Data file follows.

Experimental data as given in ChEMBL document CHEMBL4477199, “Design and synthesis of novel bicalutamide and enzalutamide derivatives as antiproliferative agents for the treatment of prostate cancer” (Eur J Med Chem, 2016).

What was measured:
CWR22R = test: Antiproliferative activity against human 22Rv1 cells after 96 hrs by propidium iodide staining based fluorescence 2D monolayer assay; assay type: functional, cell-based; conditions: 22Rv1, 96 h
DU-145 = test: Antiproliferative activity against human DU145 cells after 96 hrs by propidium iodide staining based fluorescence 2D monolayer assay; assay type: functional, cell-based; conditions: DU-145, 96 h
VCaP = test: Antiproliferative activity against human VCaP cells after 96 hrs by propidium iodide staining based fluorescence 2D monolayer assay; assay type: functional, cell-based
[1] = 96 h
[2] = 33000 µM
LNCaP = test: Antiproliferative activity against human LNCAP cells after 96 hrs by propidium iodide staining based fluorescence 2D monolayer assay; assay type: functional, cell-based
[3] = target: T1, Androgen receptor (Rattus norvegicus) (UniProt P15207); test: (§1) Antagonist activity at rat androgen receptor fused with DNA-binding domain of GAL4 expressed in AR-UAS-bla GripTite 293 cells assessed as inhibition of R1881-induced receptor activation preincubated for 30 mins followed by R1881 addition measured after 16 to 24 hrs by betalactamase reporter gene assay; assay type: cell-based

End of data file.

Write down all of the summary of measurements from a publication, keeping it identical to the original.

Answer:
Experimental data as given in ChEMBL document CHEMBL4477199, “Design and synthesis of novel bicalutamide and enzalutamide derivatives as antiproliferative agents for the treatment of prostate cancer” (Eur J Med Chem, 2016).

What was measured:
CWR22R = test: Antiproliferative activity against human 22Rv1 cells after 96 hrs by propidium iodide staining based fluorescence 2D monolayer assay; assay type: functional, cell-based; conditions: 22Rv1, 96 h
DU-145 = test: Antiproliferative activity against human DU145 cells after 96 hrs by propidium iodide staining based fluorescence 2D monolayer assay; assay type: functional, cell-based; conditions: DU-145, 96 h
VCaP = test: Antiproliferative activity against human VCaP cells after 96 hrs by propidium iodide staining based fluorescence 2D monolayer assay; assay type: functional, cell-based
[1] = 96 h
[2] = 33000 µM
LNCaP = test: Antiproliferative activity against human LNCAP cells after 96 hrs by propidium iodide staining based fluorescence 2D monolayer assay; assay type: functional, cell-based
[3] = target: T1, Androgen receptor (Rattus norvegicus) (UniProt P15207); test: (§1) Antagonist activity at rat androgen receptor fused with DNA-binding domain of GAL4 expressed in AR-UAS-bla GripTite 293 cells assessed as inhibition of R1881-induced receptor activation preincubated for 30 mins followed by R1881 addition measured after 16 to 24 hrs by betalactamase reporter gene assay; assay type: cell-based